While campaigning for his health care law - and in the years since its passage - President Obama repeatedly assured the American people that, "if you like your health-care plan, you'll be able to keep your health care plan."
Last week, family and friends gathered in the small town of Chattahoochee Hills, south of Atlanta, to celebrate a life well-lived.
Homecomings are the stuff of sweet dreams and dessert for breakfast - so perfect and delicious, but often followed by either a rude awakening or a few extra pounds. As a military family member who has experienced distances because of deployment and training, I can tell you it doesn't necessarily get any easier. The families who recently have or are welcoming home loved ones this week have a few battles ahead as they work together to find a new family life balance.
Where has this year gone?
Welcome to the first of many military life columns. Whether it is among civilian friends or military colleagues, military life presents its own unique challenges and opportunities. Your neighbors, children's friends and strangers in the grocery store all have been affected in different ways by the military. In our community especially, we live, work and play next to military families without realizing it.
Around the corner, out in the country where we live, is a hardware store owned by a guy I have known since the day I was born. Our bassinets were next to each other in the hospital nursery.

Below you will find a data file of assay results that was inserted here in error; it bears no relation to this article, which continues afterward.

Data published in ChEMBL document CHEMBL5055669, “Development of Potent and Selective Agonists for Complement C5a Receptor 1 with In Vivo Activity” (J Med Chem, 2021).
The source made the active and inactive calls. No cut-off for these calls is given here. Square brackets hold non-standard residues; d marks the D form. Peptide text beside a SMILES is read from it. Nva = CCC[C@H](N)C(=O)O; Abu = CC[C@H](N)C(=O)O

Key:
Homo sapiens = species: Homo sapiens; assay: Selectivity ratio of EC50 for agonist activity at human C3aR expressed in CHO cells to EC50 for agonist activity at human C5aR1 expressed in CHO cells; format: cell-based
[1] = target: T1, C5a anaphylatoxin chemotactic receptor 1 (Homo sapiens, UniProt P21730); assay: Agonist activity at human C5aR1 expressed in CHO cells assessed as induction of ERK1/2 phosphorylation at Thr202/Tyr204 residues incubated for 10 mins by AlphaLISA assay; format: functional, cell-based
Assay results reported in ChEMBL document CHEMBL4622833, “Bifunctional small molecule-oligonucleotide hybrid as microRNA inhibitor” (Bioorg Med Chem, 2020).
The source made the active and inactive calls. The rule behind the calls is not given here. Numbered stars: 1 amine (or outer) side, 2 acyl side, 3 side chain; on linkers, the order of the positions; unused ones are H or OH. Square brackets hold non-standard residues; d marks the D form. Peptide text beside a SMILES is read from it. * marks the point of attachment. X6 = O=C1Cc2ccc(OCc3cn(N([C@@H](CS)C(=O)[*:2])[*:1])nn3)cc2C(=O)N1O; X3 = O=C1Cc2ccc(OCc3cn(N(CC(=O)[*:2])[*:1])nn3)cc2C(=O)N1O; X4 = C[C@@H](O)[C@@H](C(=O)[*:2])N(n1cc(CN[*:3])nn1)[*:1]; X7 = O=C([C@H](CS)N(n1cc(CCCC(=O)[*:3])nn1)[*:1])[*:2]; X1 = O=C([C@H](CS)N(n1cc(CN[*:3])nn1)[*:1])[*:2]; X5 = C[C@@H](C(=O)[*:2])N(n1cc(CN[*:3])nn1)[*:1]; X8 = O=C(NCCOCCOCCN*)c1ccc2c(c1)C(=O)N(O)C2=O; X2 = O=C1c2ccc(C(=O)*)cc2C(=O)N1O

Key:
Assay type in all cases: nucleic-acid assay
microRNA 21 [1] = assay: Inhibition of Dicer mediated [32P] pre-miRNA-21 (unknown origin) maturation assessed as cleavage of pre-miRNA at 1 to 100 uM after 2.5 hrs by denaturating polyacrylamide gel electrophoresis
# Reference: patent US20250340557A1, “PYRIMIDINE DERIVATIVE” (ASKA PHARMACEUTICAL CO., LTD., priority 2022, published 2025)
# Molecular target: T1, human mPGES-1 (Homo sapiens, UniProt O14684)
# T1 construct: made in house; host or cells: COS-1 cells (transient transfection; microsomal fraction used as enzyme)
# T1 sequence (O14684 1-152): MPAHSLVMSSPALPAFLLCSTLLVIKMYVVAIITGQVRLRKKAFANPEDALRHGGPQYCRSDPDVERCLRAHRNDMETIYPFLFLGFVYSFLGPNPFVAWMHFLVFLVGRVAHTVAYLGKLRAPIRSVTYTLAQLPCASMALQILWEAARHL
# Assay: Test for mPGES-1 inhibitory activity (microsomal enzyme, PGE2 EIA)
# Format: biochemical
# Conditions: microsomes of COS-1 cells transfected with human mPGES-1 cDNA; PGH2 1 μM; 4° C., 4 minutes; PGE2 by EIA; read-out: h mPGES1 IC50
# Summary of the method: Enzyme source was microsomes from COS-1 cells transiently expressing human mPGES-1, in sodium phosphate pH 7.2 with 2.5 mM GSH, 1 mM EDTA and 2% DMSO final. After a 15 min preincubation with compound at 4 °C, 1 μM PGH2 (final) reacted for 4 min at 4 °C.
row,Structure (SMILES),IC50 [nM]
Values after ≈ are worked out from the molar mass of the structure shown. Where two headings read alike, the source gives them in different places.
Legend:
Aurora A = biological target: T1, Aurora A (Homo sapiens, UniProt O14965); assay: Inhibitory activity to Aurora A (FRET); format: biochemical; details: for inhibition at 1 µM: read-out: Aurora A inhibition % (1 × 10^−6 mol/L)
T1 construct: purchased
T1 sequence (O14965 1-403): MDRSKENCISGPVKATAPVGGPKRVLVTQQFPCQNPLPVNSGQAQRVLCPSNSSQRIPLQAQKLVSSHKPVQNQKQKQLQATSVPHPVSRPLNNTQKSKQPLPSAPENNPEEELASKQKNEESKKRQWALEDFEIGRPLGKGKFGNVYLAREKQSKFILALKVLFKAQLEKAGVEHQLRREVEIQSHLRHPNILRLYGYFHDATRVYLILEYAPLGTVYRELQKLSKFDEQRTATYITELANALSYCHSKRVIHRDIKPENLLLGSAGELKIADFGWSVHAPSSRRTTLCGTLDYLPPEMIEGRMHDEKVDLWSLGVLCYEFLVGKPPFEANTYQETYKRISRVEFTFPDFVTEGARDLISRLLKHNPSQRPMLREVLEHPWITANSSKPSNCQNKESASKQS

The Internet is bad for me. I'm an obsessive worrier, and I've only gotten worse since the advent of search engines. I often think that if someone got a hold of my web-search queries, I'd end up an international laughing stock. Among the best last week: "Can you become addicted to nasal spray?" "Affects of eating slightly brown guacamole," "Can Tums cause kidney stones?" and "My cat ate cellophane."
We did it for four years while I was a member of the planning and zoning board of the city of Pooler. We did it for 11 years while I was serving as either Pooler mayor pro tem or mayor. And we've done it for the past nine years while I've served in the state Legislature.
I congratulate Mayor Clemontine Washington, who was able to turn out her core constituents for a decisive victory in Midway's municipal election last week, but I am very embarrassed for the city of Midway.
Welcome to the first of many military-life columns. Whether it is among civilian friends or military colleagues, military life presents its own unique challenges and opportunities. Your neighbors, children's friends and strangers in the grocery store all have been affected in different ways by the military. In our community especially, we live, work and play next to military families without realizing it.
Each Nov. 11, America takes time to honor and remember those who have put their lives on the line in the defense of this great nation.
Dear Dr. Morehead:
As Congress moves forward on budget negotiations, the word out of Washington is to expect nothing major: no grand bargain, just more stopgap, short-term fixes.